Double rose is a term used for a rose in heraldry when it has not only five petals, but additionally five petals within the outer petals. It is in essence a combination of two roses, one on top of the other. A standard heraldic rose should not be depicted this way but has only the five outer petals.
An example of this heraldic charge is the Tudor rose, which is (most usually) a double rose gules and argent, barbed and seeded proper, but as it is so common in English heraldry it is often just blazoned as a "Tudor rose" or a "Tudor rose proper", for instance in the coat of arms of the Royal Borough of Greenwich, London.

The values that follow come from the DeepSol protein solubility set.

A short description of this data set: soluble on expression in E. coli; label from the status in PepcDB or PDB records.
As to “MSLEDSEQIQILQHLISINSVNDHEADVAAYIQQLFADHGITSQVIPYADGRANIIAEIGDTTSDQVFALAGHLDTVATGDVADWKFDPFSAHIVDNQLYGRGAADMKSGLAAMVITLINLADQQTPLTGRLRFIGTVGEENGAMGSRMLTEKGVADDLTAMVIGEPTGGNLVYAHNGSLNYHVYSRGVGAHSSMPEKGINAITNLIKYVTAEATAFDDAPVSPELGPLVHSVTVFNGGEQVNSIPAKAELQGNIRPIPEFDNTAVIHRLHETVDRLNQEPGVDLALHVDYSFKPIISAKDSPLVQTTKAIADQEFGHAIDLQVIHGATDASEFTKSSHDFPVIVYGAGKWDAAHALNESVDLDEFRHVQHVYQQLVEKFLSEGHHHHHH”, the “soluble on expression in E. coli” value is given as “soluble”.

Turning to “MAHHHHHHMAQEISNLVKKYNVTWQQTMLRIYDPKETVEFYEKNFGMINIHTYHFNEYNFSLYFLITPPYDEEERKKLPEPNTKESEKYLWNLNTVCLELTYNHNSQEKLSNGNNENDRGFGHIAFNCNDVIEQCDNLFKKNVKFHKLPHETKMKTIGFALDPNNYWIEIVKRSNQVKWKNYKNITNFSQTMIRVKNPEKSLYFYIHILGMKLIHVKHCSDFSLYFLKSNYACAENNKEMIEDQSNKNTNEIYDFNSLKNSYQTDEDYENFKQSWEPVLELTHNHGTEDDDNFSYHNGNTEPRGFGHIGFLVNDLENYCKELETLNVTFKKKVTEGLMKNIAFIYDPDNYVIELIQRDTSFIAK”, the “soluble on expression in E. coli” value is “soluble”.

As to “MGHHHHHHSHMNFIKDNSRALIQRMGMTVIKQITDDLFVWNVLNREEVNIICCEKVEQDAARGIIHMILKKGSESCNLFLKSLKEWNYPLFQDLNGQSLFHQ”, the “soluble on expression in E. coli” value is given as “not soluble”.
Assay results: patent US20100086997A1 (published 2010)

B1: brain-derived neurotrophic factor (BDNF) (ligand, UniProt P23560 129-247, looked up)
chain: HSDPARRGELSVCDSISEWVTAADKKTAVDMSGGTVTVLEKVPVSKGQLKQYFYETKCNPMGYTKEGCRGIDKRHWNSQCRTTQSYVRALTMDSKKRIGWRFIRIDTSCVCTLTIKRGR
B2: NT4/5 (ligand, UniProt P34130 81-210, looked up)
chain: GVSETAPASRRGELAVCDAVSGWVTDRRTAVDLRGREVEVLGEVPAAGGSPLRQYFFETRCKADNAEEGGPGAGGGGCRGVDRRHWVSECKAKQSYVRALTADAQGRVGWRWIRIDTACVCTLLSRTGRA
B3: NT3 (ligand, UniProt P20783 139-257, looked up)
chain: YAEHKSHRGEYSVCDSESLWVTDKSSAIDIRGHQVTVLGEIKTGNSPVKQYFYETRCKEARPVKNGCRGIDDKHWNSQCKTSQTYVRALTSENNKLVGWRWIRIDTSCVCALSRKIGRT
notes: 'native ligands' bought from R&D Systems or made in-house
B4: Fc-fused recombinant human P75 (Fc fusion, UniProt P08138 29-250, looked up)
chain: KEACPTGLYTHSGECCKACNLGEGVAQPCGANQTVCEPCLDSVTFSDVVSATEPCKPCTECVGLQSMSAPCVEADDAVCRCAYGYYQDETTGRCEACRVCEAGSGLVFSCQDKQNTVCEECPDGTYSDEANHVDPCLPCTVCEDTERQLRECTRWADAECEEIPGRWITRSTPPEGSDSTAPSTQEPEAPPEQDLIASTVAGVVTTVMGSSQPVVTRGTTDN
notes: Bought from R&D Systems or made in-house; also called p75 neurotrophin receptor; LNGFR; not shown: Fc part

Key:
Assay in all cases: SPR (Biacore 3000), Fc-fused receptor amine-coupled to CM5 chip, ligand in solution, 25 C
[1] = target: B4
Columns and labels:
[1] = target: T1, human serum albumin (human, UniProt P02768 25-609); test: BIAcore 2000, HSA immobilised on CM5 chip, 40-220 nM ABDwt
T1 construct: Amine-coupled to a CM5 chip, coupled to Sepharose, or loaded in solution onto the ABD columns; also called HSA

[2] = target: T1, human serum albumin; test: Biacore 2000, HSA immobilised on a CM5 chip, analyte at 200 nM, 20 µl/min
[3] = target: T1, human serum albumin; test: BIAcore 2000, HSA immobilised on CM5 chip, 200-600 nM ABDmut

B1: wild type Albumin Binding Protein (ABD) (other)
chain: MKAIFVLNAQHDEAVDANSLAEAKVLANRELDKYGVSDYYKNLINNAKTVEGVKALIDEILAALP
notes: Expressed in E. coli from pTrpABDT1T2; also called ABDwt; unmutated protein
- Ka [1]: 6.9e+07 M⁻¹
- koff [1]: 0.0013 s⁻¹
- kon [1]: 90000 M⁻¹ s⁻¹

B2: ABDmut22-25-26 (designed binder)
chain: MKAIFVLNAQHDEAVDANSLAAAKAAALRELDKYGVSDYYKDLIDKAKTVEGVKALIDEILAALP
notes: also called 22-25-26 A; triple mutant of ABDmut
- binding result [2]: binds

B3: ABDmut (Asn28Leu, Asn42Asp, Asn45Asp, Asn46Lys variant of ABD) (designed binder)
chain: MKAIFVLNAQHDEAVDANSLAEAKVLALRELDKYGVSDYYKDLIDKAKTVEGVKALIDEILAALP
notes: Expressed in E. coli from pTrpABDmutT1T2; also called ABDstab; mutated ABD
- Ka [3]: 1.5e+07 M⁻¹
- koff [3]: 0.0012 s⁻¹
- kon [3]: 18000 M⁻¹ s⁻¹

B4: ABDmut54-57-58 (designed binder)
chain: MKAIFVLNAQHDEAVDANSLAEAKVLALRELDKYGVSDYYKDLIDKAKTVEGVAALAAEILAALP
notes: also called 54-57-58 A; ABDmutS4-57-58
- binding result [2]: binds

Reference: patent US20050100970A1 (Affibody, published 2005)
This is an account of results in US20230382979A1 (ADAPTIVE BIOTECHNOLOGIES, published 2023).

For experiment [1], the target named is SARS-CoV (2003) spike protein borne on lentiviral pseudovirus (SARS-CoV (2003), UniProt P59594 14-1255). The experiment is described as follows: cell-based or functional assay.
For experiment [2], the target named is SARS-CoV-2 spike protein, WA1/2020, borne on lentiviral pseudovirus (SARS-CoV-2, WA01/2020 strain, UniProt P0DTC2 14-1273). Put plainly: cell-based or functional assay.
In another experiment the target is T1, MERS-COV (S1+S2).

- Friar, Stephen, ed. (1987). A New Dictionary of Heraldry. London: Alphabooks/A&C Black. p. 286. ISBN 0 906670 44 6.
- Theophrastus mentioned double roses in his Enquiry into Plants, written before 286 BC.
- Wang GuoLiang (2007). "A study on the history of Chinese roses from ancient works and images". Acta Horticulturae. 751: 347–356.
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